It begins with 9 year old June traveling around the country with her father, John Johnson, in an old RV. It’s the only life she has ever known. They home school (or RV school, as they like to joke) and have seen much of the country. But one day a part in the RV breaks down, and they park in a Wal-mart parking lot waiting for it to come in. When June goes into the store one day, she sees her picture on a bulletin board of missing children. It says she is Natalie Edwards and she has been missing since she was 2 from Dogwood, WV. The age progression technology forms a pretty accurate representation, and a birthmark is a key identifying factor. June doesn’t tell her father, or supposed father, this right away, though. He’s been a good dad, though quiet and not wanting to stay in one place for long.
Meanwhile, back in Dogwood, Mae Edwards is the only one who believes her granddaughter is still alive. Her daughter, Dana, said her car was abducted with the baby still in it, and neither was ever seen again. Until now: someone has discovered an old car in the lake, and Sheriff Hadley Preston presides as it is extricated from the lake. When he investigates, he finds it is the missing car, but there is no child’s body in it, and the strap on the car seat has been cut.
The story started out a little slowly for me, but picked up in the latter half as all the pieces started coming together.
Also, at first, I was expecting it to be more of a parallel to Les Mis than it was based on some of the blurbs I had seen about it. I know remakes or retellings of favorite stories never match point for point, but once I stopped trying to compare and contrast it to Les Mis and just enjoyed it for the story itself, I got a lot more out of it plus enjoyed the throwbacks to it I did see.
Probably the most disappointing comparison was with the mother of the girl. In Les Mis, Fantine was something of a tragic victim. She made some wrong choices, but she was taken advantage of first by the man who got her pregnant, then the couple who were taking care of her child and inventing stories about her needs to get more money out of her, then she ran into hard luck when she was fired after it was discovered she had a child out of wedlock. Desperate to get the money she thought her child needed, she sold everything she had, including her hair and teeth, and finally ended up in prostitution. I read somewhere that author Victor Hugo considered prostitution was a form of slavery. When her path crossed Valjean’s and he realized that being fired from his factory had contributed to her situation, he helped her and took care of her child when she died, and the grace shown between the two is one of the best parts of the story. However, the mother in June Bug, Dana, comes across as just a bad, selfish person. I guess you could say she is a victim of her addictions, and we’ve had extended family members in the same boat and know what drugs can do to a person’s perspective. But there’s nothing about Dana that makes the reader sympathetic to her.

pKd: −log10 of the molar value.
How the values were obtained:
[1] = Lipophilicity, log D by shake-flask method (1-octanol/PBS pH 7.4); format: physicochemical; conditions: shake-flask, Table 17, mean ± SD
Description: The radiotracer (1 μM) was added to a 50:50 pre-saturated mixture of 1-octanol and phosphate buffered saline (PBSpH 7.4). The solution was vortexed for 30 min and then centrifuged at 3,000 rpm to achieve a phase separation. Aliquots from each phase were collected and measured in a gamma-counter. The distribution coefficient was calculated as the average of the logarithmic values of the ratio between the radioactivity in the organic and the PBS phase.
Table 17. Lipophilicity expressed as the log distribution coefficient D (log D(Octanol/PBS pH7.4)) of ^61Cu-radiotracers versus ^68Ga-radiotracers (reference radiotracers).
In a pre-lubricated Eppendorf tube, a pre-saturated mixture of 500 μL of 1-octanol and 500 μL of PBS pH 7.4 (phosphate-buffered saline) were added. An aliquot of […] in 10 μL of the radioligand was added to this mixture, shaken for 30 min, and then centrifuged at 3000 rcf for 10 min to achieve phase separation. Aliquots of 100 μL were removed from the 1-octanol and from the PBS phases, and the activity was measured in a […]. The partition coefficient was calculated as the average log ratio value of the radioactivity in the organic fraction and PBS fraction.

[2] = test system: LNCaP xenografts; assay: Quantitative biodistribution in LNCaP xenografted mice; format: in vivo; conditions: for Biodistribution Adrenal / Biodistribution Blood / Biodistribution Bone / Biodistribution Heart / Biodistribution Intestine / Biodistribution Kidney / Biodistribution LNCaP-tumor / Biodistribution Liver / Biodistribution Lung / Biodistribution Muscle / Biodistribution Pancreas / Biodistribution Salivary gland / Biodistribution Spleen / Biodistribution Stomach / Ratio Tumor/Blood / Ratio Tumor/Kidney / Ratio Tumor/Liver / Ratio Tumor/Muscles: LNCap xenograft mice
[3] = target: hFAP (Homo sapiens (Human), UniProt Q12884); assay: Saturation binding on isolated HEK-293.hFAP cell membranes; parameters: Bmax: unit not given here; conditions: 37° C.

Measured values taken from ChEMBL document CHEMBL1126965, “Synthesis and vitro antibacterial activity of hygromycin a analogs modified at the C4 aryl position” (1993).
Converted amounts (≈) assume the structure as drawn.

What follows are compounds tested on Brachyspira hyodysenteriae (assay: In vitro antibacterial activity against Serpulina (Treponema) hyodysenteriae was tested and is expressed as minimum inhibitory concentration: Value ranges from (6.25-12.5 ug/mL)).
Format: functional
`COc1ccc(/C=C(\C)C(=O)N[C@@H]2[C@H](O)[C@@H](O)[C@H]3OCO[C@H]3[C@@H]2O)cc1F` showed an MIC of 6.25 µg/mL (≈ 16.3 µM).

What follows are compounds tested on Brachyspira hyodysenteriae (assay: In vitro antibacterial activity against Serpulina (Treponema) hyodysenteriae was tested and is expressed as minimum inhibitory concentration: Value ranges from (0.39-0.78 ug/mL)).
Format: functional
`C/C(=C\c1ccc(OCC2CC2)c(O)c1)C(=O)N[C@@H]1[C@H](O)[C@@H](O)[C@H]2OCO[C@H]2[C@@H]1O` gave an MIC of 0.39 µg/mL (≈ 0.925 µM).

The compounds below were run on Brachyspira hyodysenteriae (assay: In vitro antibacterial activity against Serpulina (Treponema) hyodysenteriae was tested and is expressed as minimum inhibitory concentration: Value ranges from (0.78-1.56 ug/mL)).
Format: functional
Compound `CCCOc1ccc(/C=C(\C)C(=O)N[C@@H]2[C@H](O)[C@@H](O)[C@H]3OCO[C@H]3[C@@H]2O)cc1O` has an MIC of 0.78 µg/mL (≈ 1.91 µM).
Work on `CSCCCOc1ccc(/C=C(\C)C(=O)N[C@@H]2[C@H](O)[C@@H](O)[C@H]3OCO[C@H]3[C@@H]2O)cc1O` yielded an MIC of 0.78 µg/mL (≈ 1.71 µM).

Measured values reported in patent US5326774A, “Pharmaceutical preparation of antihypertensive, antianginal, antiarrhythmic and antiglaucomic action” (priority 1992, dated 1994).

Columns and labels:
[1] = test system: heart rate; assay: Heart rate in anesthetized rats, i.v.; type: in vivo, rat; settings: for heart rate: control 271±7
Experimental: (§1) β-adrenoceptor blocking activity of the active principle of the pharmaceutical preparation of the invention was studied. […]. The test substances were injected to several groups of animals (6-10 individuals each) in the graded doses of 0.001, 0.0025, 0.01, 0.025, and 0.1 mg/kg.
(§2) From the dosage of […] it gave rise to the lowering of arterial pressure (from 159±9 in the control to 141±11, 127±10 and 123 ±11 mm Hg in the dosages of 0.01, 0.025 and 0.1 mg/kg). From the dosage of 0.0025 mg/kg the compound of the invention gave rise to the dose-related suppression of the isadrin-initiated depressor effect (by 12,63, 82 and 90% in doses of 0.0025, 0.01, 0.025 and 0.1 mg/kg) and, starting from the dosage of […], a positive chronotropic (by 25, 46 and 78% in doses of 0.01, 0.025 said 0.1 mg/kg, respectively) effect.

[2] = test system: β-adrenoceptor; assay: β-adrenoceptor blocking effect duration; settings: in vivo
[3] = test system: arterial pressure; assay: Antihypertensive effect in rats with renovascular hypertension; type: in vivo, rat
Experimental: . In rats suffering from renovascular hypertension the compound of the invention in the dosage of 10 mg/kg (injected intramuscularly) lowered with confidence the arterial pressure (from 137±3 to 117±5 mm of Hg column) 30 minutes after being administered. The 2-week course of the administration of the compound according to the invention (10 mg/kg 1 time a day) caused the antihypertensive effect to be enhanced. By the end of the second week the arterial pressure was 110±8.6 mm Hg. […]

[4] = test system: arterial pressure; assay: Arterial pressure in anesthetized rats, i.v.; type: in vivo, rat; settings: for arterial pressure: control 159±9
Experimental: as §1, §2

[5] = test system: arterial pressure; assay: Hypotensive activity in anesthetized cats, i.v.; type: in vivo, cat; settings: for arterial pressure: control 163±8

The most exciting surprise, though, was in the character who turned out to be Johnson’s benefactor, the part taken in Les Mis by the bishop who shows Valjean a kindness that changes his life and helps him both spiritually and practically. I don’t want to spoil it, so I won’t say more about it, but it totally caught me by surprise and I was delighted by how that played out.
As a story on its own merits, I ended up liking it and enjoying it much more near the end than I did at the beginning. Fabry’s characters are well drawn, and I liked the journey they went through.
Looking around Chris Fabry’s blog a little bit for more information on June Bug, I found this fun entry on How to Get Your Book Mentioned on Jeopardy, which tells some of the background and progression of writing the book and how it really did end up being a clue of Jeopardy.
Genre: Christian fiction
My rating: 8 out of 10